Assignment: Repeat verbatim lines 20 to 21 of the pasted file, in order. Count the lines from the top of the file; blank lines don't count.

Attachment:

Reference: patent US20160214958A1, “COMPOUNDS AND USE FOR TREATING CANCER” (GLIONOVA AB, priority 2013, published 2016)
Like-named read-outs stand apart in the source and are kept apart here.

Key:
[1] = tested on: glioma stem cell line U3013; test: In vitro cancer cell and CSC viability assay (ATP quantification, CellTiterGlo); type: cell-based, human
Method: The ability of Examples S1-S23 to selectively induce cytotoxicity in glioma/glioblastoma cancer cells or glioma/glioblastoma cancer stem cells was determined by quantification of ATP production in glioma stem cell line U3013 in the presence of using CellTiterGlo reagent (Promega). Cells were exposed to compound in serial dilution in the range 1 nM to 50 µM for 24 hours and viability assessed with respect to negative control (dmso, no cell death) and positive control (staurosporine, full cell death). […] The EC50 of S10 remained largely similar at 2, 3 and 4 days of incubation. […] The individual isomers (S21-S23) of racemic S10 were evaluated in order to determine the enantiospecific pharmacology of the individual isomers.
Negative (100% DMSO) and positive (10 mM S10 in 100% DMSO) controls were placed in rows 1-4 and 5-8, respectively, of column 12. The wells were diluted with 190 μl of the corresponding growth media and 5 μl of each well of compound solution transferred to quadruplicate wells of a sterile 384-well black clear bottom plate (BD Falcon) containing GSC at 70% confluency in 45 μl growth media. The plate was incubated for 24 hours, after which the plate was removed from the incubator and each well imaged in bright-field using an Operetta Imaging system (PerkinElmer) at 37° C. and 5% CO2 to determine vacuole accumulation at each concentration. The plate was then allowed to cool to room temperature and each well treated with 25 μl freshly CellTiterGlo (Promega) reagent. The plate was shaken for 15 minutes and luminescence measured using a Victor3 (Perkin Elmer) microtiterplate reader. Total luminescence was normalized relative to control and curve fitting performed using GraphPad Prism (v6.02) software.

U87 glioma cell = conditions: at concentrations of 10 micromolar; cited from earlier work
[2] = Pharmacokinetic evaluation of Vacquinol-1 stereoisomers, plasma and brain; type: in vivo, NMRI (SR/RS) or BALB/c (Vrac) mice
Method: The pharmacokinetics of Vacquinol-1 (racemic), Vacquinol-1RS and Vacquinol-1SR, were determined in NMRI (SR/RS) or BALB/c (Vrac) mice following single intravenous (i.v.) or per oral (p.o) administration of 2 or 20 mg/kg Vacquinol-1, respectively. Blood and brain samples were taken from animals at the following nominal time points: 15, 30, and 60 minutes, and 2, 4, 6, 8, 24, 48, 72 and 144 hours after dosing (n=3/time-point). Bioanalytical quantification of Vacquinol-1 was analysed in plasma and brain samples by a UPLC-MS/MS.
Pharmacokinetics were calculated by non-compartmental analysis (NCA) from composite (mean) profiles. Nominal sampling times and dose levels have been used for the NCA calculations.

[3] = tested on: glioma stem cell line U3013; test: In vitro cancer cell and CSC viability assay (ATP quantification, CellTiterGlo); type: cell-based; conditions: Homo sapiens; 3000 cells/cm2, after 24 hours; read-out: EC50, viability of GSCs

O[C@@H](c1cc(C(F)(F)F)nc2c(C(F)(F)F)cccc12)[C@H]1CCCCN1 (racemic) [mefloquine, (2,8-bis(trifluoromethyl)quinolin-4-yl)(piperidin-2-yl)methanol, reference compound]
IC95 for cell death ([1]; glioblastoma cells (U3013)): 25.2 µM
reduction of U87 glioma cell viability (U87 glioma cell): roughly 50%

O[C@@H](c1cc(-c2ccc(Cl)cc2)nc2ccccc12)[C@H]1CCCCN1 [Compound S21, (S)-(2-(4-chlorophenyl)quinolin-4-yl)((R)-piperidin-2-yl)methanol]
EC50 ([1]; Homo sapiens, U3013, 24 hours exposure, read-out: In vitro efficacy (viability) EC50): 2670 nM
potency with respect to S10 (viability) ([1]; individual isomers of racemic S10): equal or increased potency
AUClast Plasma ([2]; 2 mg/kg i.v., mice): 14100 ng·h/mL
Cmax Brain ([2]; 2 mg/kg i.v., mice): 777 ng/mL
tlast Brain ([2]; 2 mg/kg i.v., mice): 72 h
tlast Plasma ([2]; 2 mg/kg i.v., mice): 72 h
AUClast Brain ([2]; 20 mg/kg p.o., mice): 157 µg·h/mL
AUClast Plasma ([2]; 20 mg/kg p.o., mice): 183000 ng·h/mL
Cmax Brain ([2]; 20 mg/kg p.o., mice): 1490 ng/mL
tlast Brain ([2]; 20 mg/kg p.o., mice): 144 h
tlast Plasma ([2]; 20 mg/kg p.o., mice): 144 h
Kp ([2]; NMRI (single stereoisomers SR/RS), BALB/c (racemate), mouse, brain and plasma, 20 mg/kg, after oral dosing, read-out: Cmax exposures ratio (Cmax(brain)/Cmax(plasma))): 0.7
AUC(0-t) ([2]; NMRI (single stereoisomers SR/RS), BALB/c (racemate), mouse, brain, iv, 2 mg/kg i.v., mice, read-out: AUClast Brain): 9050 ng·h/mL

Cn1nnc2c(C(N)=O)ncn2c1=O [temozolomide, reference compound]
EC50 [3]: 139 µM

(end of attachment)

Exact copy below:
tlast Brain ([2]; 2 mg/kg i.v., mice): 72 h
tlast Plasma ([2]; 2 mg/kg i.v., mice): 72 h